As you can follow on the live blog, it's been a turbulent day in the Crimea: Russia announced the formal annexation of Crimea, and a Ukrainian soldier has reportedly been shot dead by pro-Kremlin forces storming an army base. So the dilemma over exactly what to do has ratcheted up a notch. William Hague has insisted that Britain will push for the toughest possible sanctions against Russia, even suggesting that Russia could be permanently excluded form the G8. But it's not that simple: as the FT details, Britain finds itself caught between the hawkish tendencies of America and eastern Europe and the cautious instincts of the rest of Europe - led by Germany, hardly a country we can afford to side against.
It's been completely swamped by events elsewhere, but there was a significant development in the battle over Scotland's future yesterday. Labour has pledged an increase in powers for Scotland to try and shore up support for the union ahead of the independence referendum. Labour's proposals include greater control over income tax and some welfare spending such as housing benefit, with the party's Scottish leader Johann Lamont saying that these were "part of our positive alternative to the narrow politics of nationalism." It's almost identical to what David Cameron offered last week in Edinburgh - is Alex Salmond going to get devo-max without needing to get anyone to vote for it?PICKLES NOT BOTHERED BY OLD ETONIAN BRIGADE
After the criticism from Michael Gove and Baroness Warsi, an unlikely source has stuck up for Old Etonians. Eric Pickles told LBC: "I don’t think you should judge people differently one where they came from, whether they came from Eton...I am not even slightly worried about people inside the party who went to Eton."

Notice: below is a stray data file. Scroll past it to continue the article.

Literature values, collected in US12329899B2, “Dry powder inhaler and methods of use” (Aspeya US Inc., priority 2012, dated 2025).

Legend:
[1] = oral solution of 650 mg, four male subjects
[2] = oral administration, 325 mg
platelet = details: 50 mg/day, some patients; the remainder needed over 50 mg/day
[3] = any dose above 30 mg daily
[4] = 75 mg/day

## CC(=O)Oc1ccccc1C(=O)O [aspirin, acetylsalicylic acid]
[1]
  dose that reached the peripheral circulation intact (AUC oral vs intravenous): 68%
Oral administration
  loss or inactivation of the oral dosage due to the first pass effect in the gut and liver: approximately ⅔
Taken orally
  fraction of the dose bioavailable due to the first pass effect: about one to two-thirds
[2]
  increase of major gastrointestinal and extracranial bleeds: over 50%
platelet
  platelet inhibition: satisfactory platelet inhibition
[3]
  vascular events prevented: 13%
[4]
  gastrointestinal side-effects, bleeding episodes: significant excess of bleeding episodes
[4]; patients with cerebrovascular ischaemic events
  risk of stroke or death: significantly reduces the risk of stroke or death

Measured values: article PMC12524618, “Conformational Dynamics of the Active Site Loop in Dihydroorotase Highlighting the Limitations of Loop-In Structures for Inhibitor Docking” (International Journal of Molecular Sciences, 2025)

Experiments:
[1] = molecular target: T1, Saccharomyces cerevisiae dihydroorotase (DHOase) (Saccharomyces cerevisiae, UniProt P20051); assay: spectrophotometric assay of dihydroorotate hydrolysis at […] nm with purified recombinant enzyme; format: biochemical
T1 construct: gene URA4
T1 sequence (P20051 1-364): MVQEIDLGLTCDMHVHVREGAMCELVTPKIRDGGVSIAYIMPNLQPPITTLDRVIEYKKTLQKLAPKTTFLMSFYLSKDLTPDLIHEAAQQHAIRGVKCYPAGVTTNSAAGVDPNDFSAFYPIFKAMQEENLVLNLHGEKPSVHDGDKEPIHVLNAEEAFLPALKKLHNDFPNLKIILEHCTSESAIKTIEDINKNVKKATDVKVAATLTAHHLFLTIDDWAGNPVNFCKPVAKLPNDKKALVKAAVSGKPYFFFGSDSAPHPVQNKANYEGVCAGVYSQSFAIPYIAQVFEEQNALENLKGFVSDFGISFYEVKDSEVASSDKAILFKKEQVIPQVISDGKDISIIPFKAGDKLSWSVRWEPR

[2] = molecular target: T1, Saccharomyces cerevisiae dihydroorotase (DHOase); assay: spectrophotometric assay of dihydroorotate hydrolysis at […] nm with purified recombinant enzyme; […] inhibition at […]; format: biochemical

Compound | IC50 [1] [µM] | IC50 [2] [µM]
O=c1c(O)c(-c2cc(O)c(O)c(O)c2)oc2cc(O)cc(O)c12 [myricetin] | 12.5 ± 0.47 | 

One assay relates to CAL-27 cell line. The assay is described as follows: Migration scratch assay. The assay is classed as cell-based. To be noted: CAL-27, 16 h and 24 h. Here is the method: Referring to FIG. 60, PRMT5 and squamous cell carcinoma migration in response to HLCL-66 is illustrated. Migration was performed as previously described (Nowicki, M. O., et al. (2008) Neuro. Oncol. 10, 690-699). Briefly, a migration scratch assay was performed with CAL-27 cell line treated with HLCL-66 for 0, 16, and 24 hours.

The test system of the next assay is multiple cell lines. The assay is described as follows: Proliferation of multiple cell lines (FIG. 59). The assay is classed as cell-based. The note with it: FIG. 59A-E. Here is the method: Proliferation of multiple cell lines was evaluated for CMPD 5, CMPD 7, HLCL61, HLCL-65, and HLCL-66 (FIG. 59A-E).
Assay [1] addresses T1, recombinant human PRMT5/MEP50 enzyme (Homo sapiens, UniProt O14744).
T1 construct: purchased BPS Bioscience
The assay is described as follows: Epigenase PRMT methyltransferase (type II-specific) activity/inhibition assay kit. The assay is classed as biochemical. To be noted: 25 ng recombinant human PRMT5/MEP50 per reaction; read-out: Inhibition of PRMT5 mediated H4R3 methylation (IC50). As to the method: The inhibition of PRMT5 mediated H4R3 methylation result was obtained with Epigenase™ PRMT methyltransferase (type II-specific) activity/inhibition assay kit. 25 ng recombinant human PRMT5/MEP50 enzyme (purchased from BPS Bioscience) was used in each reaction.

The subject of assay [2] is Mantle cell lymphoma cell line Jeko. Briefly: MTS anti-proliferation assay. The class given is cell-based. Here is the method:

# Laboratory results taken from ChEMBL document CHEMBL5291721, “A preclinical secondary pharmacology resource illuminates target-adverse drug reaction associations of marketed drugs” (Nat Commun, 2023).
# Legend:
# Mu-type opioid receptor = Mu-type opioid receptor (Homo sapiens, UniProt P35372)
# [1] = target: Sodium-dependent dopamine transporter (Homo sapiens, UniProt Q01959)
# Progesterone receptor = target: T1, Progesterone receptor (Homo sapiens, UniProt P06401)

Further proof of the collapse in Britain's standing: ministers have admitted defeat in their battle against the grey squirrel and attempts to protect their native red cousins. The Government is scrapping the Grey Squirrels (Prohibition of Importation and Keeping) Order of 1937, under which people can be prosecuted for failing to report a grey squirrel in their garden. As our leader says, "it is up to citizens to do what the state cannot or will not, and resist the invading hordes. The beleaguered red is still worth defending."

Parliamentary authorities, led by John Bercow, have asked the Queen for permission to allow the body of Tony Benn to rest over night in the Chapel of St Mary Undercroft in the Palace of Westminster on the evening of Wednesday March 26, ahead of his funeral in St Margaret's Church, Westminster on Thursday March 27. The posthumous honour has only been awarded to one other politician: Margaret Thatcher.

The Morning Briefing is edited by Tim WigmoreFollow Tim on Twitter 

Latest YouGov poll: Con 34%, Lab 38%, Ukip 11%; Lib Dems 11%
Budget day is indeed a dull affair:
@chhcalling: My mate was in Court for stealing a bag. The whole thing only lasted ten minutes including sentencing. It was a briefcase.BEST COMMENTIn the TelegraphBenedict Brogan - Budget 2014: the five messages George Osborne needs to deliver
Mary Riddell - Osborne must show he is on the side of those who suffer
Dan Hodges - Budget 2014: George Osborne must convince us he doesn’t hate the poor. That means no tax cuts for the rich
Telegraph View - Russia’s crime in Crimea must not go unpunished
Best of the rest
Daniel Finkelstein - The Budget is just a gimmick. So let’s ditch it
Timothy Garton Ash - The focus is on Crimea, but next is the fight for Ukraine
Nigel Farage - Our outrageous tax system isn’t just bad economics. It’s immoral too
Simon Jenkins - George Osborne, it's not your job to look after the very rich
**George Osborne delivers the 2014 Budget.** 

0800 Pre-Budget Cabinet meeting. No 10, Downing Street.

0930 Unemployment figures. Latest unemployment figures published by the Office for National Statistics.

1200 Prime Minister's Questions, House of Commons.

1230 George Osborne delivers Budget.

1830 Norman Tebbit gives Bow Group Annual State of the Conservative Party Address.

1900 The Paddy Power Political Book Awards. BFI IMAX, London.